The Institute of Environmental and Human Health (TIEHH) at Texas Tech University has received a $1.1 million research award from the U.S. Army’s Research, Development and Engineering Command to continue funding the Admiral Elmo R. Zumwalt Jr. National Program for Countermeasures to Biological and Chemical Threats.
Ron Kendall, director of TIEHH, said this was the first funding cycle of a new three-year contract for the program, which was chartered at Texas Tech in 1999.
"This will allow us to continue our work in countermeasures to chemical and biological threats—in other words, counterterrorism measures," Mr. Kendall said. "The program has enjoyed a lot of success in working with the Army in the last several years, publishing more than 100 scientific publications, a major textbook and critical patents such as the Fibertect decontamination wipe."
This additional support allows researchers at TIEHH, Texas Tech and the Texas Tech University Health Sciences Center to further expand and leverage technologies that Zumwalt researchers have developed.
"Our scientific team at TTU works very closely with the Edgewood Center of the U.S. Army and identifying the research areas that they need and the country needs to be ready for chemical and biological threats," Mr. Kendall said.
Research coordinator for the Zumwalt program, Steve Presley screens and determines which research priorities the program should have. "Currently, the program has about nine long-term projects, such as developing sensor capabilities to detect chemical or biological agents in the environment," he explained. "That’s a long way to go from basic research to take it to applied detection of chemical and biological agents where you can determine exactly what you’re dealing with. This funding helps us continue these long-term projects."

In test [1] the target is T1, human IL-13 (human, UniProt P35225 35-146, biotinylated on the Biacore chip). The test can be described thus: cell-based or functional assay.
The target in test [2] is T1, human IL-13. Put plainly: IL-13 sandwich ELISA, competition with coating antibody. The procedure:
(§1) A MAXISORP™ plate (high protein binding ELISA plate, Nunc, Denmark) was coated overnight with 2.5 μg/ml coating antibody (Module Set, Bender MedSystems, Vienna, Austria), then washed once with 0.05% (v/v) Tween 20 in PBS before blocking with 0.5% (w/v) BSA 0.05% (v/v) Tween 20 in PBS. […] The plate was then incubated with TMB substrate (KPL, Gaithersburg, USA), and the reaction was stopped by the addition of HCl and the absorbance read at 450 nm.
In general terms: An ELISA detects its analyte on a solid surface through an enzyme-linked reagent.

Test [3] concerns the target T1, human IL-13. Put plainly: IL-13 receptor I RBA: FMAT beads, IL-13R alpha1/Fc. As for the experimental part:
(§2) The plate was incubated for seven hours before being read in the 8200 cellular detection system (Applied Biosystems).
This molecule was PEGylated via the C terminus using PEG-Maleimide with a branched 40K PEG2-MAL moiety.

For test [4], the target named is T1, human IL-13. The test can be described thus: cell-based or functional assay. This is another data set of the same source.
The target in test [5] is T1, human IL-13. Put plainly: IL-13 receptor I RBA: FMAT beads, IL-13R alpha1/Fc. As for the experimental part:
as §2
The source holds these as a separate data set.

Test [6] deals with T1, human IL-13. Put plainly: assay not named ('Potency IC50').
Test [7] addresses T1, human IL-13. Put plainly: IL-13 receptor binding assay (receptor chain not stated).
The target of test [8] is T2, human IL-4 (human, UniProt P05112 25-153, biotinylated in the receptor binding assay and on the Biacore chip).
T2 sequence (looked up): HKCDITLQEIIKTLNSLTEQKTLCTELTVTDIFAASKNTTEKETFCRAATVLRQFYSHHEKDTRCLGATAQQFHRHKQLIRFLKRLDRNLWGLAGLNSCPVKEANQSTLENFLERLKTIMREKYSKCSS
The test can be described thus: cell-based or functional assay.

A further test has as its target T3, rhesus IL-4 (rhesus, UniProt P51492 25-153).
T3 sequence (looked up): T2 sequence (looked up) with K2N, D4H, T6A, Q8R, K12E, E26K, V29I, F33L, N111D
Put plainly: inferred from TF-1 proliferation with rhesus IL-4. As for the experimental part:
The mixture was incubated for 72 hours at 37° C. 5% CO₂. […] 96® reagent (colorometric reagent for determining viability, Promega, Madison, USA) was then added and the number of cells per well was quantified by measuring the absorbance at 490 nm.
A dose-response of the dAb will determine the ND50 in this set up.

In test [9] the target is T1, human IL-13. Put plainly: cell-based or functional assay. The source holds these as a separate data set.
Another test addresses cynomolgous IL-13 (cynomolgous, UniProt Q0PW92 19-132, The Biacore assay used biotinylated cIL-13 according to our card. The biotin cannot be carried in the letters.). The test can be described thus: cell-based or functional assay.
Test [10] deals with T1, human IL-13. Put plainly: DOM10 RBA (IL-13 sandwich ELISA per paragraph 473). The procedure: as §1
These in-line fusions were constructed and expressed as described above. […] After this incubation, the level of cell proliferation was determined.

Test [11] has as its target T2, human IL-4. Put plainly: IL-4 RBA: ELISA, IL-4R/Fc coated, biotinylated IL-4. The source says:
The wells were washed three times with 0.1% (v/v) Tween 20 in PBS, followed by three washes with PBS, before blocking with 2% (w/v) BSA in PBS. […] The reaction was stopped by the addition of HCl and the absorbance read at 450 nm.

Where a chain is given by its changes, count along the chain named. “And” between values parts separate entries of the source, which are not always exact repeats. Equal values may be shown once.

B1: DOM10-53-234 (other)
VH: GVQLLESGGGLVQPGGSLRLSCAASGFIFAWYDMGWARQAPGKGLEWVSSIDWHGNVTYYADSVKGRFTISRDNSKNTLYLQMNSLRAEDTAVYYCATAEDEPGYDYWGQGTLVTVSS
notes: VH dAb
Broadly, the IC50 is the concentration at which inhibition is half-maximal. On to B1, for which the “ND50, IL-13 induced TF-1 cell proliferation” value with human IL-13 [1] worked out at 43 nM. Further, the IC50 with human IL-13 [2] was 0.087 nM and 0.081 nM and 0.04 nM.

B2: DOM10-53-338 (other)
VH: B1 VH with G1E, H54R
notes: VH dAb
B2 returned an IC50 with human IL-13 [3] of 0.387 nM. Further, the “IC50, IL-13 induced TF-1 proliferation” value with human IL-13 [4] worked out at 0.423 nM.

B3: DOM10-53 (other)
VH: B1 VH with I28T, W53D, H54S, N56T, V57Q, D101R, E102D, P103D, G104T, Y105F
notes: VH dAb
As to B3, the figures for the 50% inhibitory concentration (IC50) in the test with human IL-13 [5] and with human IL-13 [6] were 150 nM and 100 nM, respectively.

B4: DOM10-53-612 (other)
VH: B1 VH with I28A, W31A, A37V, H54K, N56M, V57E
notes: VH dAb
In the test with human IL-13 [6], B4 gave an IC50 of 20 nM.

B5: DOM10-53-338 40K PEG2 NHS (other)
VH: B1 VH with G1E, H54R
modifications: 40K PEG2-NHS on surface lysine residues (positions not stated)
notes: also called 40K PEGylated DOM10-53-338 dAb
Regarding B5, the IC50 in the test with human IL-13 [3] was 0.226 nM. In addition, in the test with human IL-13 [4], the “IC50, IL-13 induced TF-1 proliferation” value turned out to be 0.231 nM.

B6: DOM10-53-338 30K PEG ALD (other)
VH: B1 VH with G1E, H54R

The program focuses on three areas: high-performance computer modeling and simulation of how toxic agents may move in the environment, development of personal protection items such as the Fibertect wipe and development of threat-detection equipment.
"One of the objectives that the Army’s Research, Development and Engineering Command encourages is for us to take these technologies we develop for military applications and make them commercially viable where they can transfer to the civilian population for responders on the domestic side," Mr. Presley said. "The post-9/11 world has kind of matured, and there are always newer threats. It’s always evolving. One role that the Zumwalt program plays is to help the military adapt to the changing threat landscape."